A bad design for a bad intersection

Google capture of the current intersection at Bronson and University.
Google capture of the current intersection at Bronson and University.
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Recently, Councillor Shawn Menard posted a new design for the intersection on Bronson with Sunnyside and Carleton U. Carleton U is adding a left (northbound) turning lane, as you can see in the image and someone decided to add green paint for cycling.

Very disappointed with Carleton U solution

I am very disappointed with this design. The green paint has no function here; the slip lanes discourage traffic to slow down. The important connection for cycling here is crossing Bronson from Sunnyside into the university property vice versa. The current drawings don’t show much of an improvement, if at all.

Slightly modified slip lanes and a gallon of paint. Image from Shawn Menard’s screen

I am assuming the slip lanes are kept in there to avoid traffic back ups on Carleton’s University Drive and on Bronson for traffic turning into University Drive. We have an opportunity to make a safer intersection and it is being squandered.

Leave the green paint in the can

Sometimes it is better though, and I hesitate to say this, but sometimes it is better not to add green paint. Paint alone doesn’t do much, it can only be a modestly supportive material to a proper bicycle network. Green paint is not the holy grail of bike infra design. Here it creates a false sense of security at a dangerous, large intersection. If it is a word, I call it bike washing.

I have sent a brief email to the people in charge expressing my disappointment in the treatment of the intersection, but haven’t received a response yet. I believe Bike Ottawa has reacted as well.

Protect the east side at Carleton U

We have seen some modest improvements on Bronson over the years, but this doesn’t cut it. Back to the drawing board we should go. I am going to suggest a protected intersection and if money is an issue, at least build the protective areas at the east side of Bronson at University Drive.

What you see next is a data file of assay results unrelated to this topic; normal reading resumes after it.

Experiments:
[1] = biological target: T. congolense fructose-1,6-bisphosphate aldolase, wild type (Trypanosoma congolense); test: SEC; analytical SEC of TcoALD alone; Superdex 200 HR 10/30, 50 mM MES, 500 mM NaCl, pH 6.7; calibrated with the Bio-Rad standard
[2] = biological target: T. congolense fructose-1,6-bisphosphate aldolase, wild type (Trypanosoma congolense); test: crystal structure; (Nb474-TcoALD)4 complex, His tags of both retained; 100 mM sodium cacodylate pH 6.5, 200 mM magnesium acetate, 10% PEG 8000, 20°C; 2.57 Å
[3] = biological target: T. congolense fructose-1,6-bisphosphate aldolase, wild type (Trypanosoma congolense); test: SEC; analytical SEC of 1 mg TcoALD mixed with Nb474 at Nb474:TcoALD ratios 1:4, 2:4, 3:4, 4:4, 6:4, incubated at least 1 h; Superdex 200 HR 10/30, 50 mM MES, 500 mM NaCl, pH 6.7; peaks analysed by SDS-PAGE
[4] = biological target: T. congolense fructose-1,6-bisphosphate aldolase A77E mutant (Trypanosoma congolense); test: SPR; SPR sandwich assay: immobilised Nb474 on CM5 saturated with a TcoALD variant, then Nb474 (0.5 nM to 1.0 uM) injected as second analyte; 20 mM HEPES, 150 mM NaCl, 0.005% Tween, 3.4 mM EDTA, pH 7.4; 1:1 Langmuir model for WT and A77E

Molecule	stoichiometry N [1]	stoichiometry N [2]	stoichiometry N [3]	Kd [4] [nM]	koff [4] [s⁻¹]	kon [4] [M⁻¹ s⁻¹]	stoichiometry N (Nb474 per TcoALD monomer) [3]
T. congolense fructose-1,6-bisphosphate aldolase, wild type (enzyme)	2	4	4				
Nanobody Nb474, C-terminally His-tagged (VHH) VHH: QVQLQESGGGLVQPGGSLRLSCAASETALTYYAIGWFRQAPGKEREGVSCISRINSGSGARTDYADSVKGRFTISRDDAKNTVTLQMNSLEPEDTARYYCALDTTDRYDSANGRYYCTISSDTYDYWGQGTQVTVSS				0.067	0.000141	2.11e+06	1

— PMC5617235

There are beautiful protected intersections on Dynes and Prince of Wales and Dynes and Fisher. This should be the standard when redesigning intersections.

Google capture of the north west corner at Carleton
Google capture of the north west corner at Carleton pre-construction and likely more or less post construction
Prince of Wales at Dynes intersection with protected bike lanes
An example of how the same corner could look like, including a right turning lane from Bronson into Carleton

Dangerous stretch of road

But, I hear you saying, citizens can ride through Brewer Park instead. Indeed, you will hear me saying, they can. But the point is that with this half baked design, you create a false sense of security. Just south of it, someone was killed probably 15 years ago, just north of it a cyclist lost her life. Bronson is not an modest arterial, it is the start of an 80 km/h (read 90 km/h) highway really.

Remember too, in exactly such an intersection design with slip lanes, Mario was killed on Hunt Club while cycling in a bike lane. Nothing has changed at that intersection but let us at least not recreate fatal designs when much better solutions are readily available.

Ottawa and the university should not even entertain this design, it is bad, it is unsafe, it is silly really in a city that carries the Gold Standard Banner for cycling. Carleton doesn’t have a great reputation if it comes to active transportation and this is the moment to change that.

This might be the right place to repeat that long standing joke: Carleton U, where the “K” stands for “Quality”.


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  1. 3 examples of poor bike infrastructure design | Hans on the Bike

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